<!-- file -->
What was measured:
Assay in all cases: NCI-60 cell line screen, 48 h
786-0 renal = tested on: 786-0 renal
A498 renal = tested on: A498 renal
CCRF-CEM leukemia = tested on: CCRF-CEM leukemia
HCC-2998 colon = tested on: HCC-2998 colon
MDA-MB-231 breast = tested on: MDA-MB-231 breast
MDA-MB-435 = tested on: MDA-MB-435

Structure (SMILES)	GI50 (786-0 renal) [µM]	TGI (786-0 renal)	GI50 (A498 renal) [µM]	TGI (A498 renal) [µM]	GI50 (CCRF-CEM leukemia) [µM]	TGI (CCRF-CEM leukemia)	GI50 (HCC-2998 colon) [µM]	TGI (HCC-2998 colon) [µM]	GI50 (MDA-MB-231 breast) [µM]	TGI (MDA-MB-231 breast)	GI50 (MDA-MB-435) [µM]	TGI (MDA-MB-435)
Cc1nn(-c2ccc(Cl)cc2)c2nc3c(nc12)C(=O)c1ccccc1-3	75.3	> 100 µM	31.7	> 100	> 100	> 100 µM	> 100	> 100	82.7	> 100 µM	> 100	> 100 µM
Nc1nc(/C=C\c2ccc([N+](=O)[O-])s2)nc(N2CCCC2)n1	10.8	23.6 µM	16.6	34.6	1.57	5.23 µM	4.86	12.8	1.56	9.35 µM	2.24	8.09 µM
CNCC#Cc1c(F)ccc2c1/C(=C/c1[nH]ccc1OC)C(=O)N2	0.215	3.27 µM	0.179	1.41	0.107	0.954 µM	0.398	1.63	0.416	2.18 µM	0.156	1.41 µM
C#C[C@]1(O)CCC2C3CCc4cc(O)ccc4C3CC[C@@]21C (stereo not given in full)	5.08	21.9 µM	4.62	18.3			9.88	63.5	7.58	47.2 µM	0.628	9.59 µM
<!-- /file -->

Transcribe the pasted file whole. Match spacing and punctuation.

What was measured:
Assay in all cases: NCI-60 cell line screen, 48 h
786-0 renal = tested on: 786-0 renal
A498 renal = tested on: A498 renal
CCRF-CEM leukemia = tested on: CCRF-CEM leukemia
HCC-2998 colon = tested on: HCC-2998 colon
MDA-MB-231 breast = tested on: MDA-MB-231 breast
MDA-MB-435 = tested on: MDA-MB-435

Structure (SMILES)	GI50 (786-0 renal) [µM]	TGI (786-0 renal)	GI50 (A498 renal) [µM]	TGI (A498 renal) [µM]	GI50 (CCRF-CEM leukemia) [µM]	TGI (CCRF-CEM leukemia)	GI50 (HCC-2998 colon) [µM]	TGI (HCC-2998 colon) [µM]	GI50 (MDA-MB-231 breast) [µM]	TGI (MDA-MB-231 breast)	GI50 (MDA-MB-435) [µM]	TGI (MDA-MB-435)
Cc1nn(-c2ccc(Cl)cc2)c2nc3c(nc12)C(=O)c1ccccc1-3	75.3	> 100 µM	31.7	> 100	> 100	> 100 µM	> 100	> 100	82.7	> 100 µM	> 100	> 100 µM
Nc1nc(/C=C\c2ccc([N+](=O)[O-])s2)nc(N2CCCC2)n1	10.8	23.6 µM	16.6	34.6	1.57	5.23 µM	4.86	12.8	1.56	9.35 µM	2.24	8.09 µM
CNCC#Cc1c(F)ccc2c1/C(=C/c1[nH]ccc1OC)C(=O)N2	0.215	3.27 µM	0.179	1.41	0.107	0.954 µM	0.398	1.63	0.416	2.18 µM	0.156	1.41 µM
C#C[C@]1(O)CCC2C3CCc4cc(O)ccc4C3CC[C@@]21C (stereo not given in full)	5.08	21.9 µM	4.62	18.3			9.88	63.5	7.58	47.2 µM	0.628	9.59 µM